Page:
This post explores the analogy between trigonometric functions and Jacobi elliptic functions.

Related basic Jacobi functions to trig functions

In the previous post we mentioned a connection between the argument u of a Jacobi function and the amplitude φ:

u = \int_0^{\varphi} \frac{d\theta}{\sqrt{1-m\sin^2\theta}}

We can use this to define the functions sn and cn. Leaving the dependence on m implicit, we have

\begin{align*} \mathrm{sn}(u) &= \sin(\varphi) \\ \mathrm{cn}(u) &= \cos(\varphi) \end{align*}

If m = 0, then u = φ and so sn and cn are exactly sine and cosine.

There’s a third Jacobi function we didn’t discuss much last time, and that’s dn. It would be understandable to expect dn might be analogous to tangent, but it’s not. The function dn is the derivative of φ with respect to u, or equivalently

\mathrm{dn}(u) = \sqrt{1 - m \sin^2\varphi}

The rest of the Jacobi functions

Just as there are more trig functions than just sine and cosine, there are more Jacobi functions than sn, cn, and dn. There are two ways to define the rest of the Jacobi functions: in terms of ratios, and in terms of zeros and poles.

Ratios

I wrote a blog post one time asking how many trig functions there are. The answer depends on your perspective, and I gave arguments for 1, 3, 6, and 12. For this post, lets say there are six: sin, cos, tan, sec, csc, and ctn.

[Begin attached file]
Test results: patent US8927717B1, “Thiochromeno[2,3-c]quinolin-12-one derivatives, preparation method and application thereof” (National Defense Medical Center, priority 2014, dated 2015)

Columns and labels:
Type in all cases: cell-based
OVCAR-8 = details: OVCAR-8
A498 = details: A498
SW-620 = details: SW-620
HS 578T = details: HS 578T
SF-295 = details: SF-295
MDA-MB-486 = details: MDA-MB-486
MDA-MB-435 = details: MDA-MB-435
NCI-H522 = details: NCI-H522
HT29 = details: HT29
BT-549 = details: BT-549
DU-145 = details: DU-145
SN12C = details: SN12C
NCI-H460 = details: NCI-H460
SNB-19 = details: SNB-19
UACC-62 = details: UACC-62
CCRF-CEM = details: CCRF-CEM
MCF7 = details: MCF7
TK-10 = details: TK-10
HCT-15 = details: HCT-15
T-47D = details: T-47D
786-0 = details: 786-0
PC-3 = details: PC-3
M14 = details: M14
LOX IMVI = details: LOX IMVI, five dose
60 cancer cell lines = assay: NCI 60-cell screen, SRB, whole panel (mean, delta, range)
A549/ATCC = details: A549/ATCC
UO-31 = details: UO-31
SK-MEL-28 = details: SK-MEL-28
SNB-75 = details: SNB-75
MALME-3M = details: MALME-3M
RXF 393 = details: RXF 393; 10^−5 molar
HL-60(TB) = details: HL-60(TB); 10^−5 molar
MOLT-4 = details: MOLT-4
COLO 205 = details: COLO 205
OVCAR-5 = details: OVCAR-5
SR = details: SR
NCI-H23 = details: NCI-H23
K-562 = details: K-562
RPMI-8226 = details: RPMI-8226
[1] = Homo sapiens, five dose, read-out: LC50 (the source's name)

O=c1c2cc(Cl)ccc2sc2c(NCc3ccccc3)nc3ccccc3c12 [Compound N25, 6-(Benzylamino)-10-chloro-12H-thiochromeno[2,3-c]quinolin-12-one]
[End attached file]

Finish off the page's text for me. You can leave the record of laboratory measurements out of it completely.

One way to look at this is to say there are as many trig functions as there are ways to select distinct numerators and denominators from the set {sin, cos, 1}. So we have tan = sin/cos, csc = 1/sin, etc.

There are 12 Jacobi elliptic functions, one for each choice of distinct numerator and denominator from {sn, cn, dn, 1}. The name of a Jacobi function is two letters, denoting the numerator and denominator, where we have {s, c, d, n} abbreviating {sn, cn, dn, 1}.

For example, cs(u) = sn(u) / cn(u) and ns(u) = 1 / sn(u).

Note that to take the reciprocal of a Jacobi function, you just reverse the two letters in its name.

Zeros and poles

The twelve Jacobi functions can be classified [1] in terms of their zeros and poles over a rectangle whose sides have length equal to quarter periods. Let’s look at an analogous situation for trig functions before exploring Jacobi functions further.

Trig functions are periodic in one direction, while elliptic functions are periodic in two directions in the complex plane. A quarter period for the basic trig functions is π/2. The six trig functions take one value out of {0, 1, ∞} at 0 and different value at π/2. So we have one trig function for each of the six ways to chose an permutation of length 2 from a set of 3 elements.

In the previous post we defined the two quarter periods K and K‘. Imagine a rectangle whose corners are labeled